Tuesday, 10 March 2009
World Water Day
Children enjoy clean water in Indonesia. A recognised primary cause of under five mortality is poor water and sanitation linked to unsafe hygiene practices. Hand and body washing, cleanliness in the home, safe water and food storage can all reduce mortality significantly. Photo: Japanese Red Cross Society
IN OUR WORLD TODAY :
-more than one billion people do not have access to clean water
-over two billion people do not have adequate sanitation facilities
- some four million people die each year from diseases associated with the lack of access to safe drinking water, inadequate sanitation and poor hygiene
- 4,000 children under five years old die every day from those same associated diseases
On 22 March we commemorate World Water Day and I felt it would be useful to reflect on the water and sanitation work we have done in Indonesia since the Tsunami.
So what has the Red Cross done in Indonesia? Almost 300,000 people in the Tsunami operational area now have access to new or improved sources of clean water. Another 221,000 already have access to improved waste management facilities or improved latrines - either family latrines or public latrines, serving 20 people or less per latrine. In many cases, the Indonesian Red Cross (PMI) RC/RC partners are the major supplier of such services. An example is the solid waste management programme in Gunung Sitoli, the capital of Nias, which was completed by the Red Cross/Red Crescent in February 2008 and reaches 26,600 inhabitants, or half of the city’s population.
A lot of hard work is behind these figures. In the first days of the operation, Red Cross & Red Crescent water & sanitation experts deployed a combination of mobile treatment plants, tanker trucks, water storage containers and tap stands to deliver safe water to tens of thousands of people. PMI volunteers were trained to maintain the equipment and to perform regular water quality inspections – and the communities themselves have taken over some.
The scale of the devastation in Aceh required a decisive and coordinated response from the water & sanitation teams. At the height of the emergency period, Red Cross/Red Crescent water & sanitation units processed and distributed 1.5 million litres of water per day. And within 24 hours of the cataclysm, PMI volunteers distributed tens of thousands of fresh drinking water bottles. This rapid and massive response is largely responsible for the avoidance of outbreaks of waterborne diseases such as cholera, typhoid fever and chronic diarrhoea which can sometimes kill on a scale matching that experienced in the immediate disaster.
PMI volunteers were trained to deliver PHAST (Participatory Hygiene and Sanitation Transformation) programme training to help establish community understanding of the importance of water hygiene, and for water and sanitation infrastructure needs to be locally identified and supported.
Seven Emergency Response Units sent by Red Cross and Red Crescent Societies from all over the world have been deployed all across Zimbabwe to provide clean water and help with treating people infected with cholera.Photo: Tomas Arlemo/Swedish Red Cross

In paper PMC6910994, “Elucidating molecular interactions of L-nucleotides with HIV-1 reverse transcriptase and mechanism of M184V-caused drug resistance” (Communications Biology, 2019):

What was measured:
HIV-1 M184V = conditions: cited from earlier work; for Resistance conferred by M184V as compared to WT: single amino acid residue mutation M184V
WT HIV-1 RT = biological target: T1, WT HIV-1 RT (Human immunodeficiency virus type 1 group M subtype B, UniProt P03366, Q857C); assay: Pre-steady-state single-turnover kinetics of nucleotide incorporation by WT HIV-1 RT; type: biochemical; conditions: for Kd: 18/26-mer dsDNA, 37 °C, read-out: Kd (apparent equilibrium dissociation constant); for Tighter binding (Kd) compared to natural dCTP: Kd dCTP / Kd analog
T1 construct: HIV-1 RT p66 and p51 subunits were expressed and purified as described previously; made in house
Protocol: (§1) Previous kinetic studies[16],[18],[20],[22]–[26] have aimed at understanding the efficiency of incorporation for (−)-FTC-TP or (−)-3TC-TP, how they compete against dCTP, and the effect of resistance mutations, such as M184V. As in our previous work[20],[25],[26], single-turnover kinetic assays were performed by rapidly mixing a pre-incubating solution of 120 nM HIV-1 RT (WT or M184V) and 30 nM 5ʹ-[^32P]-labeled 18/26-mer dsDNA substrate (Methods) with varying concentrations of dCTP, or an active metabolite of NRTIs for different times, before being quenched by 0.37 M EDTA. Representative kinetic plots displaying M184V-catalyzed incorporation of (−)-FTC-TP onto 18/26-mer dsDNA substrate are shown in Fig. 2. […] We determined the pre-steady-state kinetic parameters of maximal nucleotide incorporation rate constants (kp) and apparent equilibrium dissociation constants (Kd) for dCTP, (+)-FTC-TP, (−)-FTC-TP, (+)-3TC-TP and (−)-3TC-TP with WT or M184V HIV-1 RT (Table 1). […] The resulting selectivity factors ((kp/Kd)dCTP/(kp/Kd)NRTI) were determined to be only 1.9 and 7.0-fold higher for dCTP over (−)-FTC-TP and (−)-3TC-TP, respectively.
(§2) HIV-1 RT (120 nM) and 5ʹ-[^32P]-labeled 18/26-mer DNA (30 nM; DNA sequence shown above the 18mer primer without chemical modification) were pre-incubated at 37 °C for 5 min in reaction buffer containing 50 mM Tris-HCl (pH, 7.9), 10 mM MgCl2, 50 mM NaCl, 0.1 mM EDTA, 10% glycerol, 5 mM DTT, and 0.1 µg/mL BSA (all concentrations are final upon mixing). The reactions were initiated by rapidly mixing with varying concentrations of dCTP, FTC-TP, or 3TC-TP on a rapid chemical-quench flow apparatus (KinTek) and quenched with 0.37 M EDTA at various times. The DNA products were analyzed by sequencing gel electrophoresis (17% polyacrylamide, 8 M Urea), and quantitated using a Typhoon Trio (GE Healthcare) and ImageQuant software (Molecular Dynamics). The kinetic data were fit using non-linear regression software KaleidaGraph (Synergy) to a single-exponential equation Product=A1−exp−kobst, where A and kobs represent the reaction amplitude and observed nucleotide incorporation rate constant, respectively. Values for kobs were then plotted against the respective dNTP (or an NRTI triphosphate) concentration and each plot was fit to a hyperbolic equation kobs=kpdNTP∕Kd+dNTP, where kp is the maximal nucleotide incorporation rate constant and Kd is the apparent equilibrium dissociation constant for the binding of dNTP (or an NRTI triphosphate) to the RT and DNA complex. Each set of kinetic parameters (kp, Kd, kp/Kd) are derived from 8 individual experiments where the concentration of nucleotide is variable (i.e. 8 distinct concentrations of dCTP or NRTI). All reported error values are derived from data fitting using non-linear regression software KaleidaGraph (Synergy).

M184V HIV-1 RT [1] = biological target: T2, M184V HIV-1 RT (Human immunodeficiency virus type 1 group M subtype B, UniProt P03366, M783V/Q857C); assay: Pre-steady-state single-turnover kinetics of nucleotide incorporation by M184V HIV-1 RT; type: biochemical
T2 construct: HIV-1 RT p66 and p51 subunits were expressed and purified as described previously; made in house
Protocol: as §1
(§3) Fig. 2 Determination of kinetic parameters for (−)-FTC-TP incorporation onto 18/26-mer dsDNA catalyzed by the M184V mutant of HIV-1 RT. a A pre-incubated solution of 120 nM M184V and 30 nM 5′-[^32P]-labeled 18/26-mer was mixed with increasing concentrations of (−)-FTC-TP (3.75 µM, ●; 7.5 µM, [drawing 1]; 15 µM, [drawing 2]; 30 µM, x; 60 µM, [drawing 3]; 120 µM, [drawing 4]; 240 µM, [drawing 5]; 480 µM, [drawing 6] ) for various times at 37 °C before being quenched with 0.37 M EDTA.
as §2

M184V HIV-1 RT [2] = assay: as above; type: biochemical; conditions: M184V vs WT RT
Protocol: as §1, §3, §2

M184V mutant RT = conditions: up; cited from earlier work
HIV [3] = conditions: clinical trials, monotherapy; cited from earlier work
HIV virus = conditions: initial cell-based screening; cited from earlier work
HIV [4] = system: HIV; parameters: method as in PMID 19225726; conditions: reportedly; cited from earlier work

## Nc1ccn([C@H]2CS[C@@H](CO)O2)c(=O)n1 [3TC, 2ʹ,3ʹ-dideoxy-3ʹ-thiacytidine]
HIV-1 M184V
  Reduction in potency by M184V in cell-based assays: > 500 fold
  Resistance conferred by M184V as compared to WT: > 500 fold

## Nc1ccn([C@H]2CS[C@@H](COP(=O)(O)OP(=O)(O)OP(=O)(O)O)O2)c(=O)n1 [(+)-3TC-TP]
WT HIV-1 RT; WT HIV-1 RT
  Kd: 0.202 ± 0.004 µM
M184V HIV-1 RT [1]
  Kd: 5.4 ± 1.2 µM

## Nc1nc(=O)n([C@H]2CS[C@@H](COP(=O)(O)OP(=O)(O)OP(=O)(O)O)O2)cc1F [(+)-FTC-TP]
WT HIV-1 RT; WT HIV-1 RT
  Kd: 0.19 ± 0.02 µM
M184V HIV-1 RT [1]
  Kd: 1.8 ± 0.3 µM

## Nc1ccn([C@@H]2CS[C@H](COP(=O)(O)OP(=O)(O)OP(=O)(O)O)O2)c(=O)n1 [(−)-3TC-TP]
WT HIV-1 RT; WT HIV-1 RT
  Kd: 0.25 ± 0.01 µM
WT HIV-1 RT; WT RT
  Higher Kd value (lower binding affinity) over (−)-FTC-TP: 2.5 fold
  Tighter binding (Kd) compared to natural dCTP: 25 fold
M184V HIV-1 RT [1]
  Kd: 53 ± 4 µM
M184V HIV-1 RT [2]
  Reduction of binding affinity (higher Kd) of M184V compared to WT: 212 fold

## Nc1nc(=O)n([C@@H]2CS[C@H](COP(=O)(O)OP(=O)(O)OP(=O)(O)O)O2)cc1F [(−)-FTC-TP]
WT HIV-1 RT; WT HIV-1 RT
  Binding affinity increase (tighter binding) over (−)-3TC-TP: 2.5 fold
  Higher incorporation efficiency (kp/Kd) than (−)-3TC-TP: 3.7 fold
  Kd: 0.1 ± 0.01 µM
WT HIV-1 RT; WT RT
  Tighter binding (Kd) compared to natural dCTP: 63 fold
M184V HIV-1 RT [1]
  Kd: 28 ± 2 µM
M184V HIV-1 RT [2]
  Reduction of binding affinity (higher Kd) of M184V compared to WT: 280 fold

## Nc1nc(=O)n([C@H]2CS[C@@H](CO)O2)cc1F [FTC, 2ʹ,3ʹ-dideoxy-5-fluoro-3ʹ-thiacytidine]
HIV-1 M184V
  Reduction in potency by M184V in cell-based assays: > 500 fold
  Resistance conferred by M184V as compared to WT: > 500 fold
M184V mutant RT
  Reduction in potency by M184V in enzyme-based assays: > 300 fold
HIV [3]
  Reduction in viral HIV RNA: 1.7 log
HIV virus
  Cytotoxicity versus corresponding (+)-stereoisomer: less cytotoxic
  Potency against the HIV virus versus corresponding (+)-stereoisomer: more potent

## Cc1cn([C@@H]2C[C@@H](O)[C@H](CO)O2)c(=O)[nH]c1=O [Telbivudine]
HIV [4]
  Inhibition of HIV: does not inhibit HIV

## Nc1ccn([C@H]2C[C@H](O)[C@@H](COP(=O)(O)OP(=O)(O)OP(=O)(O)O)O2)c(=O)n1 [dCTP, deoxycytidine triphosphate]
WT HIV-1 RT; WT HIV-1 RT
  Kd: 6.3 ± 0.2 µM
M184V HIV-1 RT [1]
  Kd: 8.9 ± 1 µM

Diarrhoeal diseases on the rise, warns the IFRC
Diarrhoeal diseases, such as cholera, are increasingly becoming the major cause of recurring disease and death throughout the world, especially in sub-Saharan Africa, warns the International Federation of Red Cross and Red Crescent Societies (IFRC) on the occasion of World Water Day. Its own statistics show that in 2007 and 2008, around 60 per cent of all requests submitted by National Red Cross and Red Crescent Societies for allocations from the IFRC Disaster Response Emergency Fund (DREF), were directly or indirectly related to outbreaks of acute diarrhoeal diseases. This is about 35 per cent more compared to similar statistics in 2006.
“We have noticed a significant increase in the number of operations undertaken to respond to acute situations, especially in sub-Saharan Africa, most recently in Zimbabwe,” says Uli Jaspers, Head of the IFRC water and sanitation team in Geneva. “This trend is the combined result of poor hygiene practices, lack of awareness of disease transmission and a shortage of safe water. Poor sanitation linked to unplanned urbanization is also a major factor. This is further complicated by the effects of climate change which have led to an increase in the frequency and intensity of floods and related epidemics.”
“Humanitarian efforts have had some impact, but data suggests we may be losing the battle. This is especially true in countries affected by extreme poverty and conflict, where diarrhoeal diseases have become endemic. Such countries now require long-term commitment if this worrying scenario is to be pushed back, says Jaspers.
Access to water remains a major problem for millions of people worlwide. The average distance that many women and children in Africa and Asia walk every day to collect water is six kilometres. Bringing clean water to villages is part of the IFRC longer term action on water and sanitation. Photo: Alex Wynter/International Federation
Just before World Water Day, the IFRC published a brochure explaining simple methods for people to treat water in their homes, especially in emergency situations or when conventional water-treatment facilities are no longer operational.
“As we mark World Water Day on March 22, we need to remember that nearly a billion people worldwide lack access to safe drinking water,” explains Dominique Praplan, Head of the IFRC health and care department in Geneva. “Ensuring that people have basic knowledge to avoid infection from water-borne diseases is fundamental if we are to reduce the number of deaths caused by the consumption of infected water.”